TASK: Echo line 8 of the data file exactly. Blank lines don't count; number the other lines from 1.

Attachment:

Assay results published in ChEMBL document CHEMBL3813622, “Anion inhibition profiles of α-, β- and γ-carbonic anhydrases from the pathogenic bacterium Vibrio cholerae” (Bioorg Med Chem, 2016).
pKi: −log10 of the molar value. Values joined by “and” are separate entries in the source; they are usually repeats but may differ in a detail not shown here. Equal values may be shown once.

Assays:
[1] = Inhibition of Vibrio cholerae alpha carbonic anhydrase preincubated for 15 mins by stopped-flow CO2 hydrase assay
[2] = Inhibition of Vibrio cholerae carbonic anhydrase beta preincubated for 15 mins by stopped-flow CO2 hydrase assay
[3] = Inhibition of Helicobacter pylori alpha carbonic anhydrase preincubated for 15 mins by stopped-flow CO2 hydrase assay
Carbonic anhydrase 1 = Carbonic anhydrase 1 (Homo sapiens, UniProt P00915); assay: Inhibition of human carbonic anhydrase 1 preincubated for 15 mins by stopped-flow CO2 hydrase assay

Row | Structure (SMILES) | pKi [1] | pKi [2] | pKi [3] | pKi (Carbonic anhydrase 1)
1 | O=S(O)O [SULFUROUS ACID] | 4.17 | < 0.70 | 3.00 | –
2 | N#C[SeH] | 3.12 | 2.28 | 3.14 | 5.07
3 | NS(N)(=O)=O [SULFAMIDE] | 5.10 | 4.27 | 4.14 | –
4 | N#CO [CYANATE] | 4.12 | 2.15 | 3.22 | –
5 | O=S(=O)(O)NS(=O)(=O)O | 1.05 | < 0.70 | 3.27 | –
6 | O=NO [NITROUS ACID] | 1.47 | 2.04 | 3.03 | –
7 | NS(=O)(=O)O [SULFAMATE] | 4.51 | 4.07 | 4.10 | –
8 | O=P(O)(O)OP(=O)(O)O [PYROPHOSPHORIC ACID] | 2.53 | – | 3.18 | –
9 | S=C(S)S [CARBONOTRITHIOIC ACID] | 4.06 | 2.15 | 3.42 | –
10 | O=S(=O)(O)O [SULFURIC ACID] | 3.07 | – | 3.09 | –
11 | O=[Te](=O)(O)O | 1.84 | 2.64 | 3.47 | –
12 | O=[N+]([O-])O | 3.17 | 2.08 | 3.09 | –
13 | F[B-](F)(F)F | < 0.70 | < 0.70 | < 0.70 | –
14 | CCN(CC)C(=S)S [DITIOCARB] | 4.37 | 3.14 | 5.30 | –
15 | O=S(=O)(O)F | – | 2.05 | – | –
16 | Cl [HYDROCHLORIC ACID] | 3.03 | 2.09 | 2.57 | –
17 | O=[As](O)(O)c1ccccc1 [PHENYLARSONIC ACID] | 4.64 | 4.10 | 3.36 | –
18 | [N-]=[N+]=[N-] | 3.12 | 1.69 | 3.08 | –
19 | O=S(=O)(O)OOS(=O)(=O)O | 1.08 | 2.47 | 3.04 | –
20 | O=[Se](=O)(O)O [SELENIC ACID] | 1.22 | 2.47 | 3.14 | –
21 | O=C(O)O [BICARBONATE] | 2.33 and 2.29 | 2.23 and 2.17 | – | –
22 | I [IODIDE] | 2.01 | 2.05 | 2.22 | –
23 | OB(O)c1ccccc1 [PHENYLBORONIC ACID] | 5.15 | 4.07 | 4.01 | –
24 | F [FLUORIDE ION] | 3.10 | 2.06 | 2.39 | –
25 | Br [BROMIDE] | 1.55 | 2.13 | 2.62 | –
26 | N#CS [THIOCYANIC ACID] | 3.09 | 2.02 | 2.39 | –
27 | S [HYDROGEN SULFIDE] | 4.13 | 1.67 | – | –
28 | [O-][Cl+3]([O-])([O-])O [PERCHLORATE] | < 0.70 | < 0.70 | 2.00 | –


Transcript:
Row | Structure (SMILES) | pKi [1] | pKi [2] | pKi [3] | pKi (Carbonic anhydrase 1)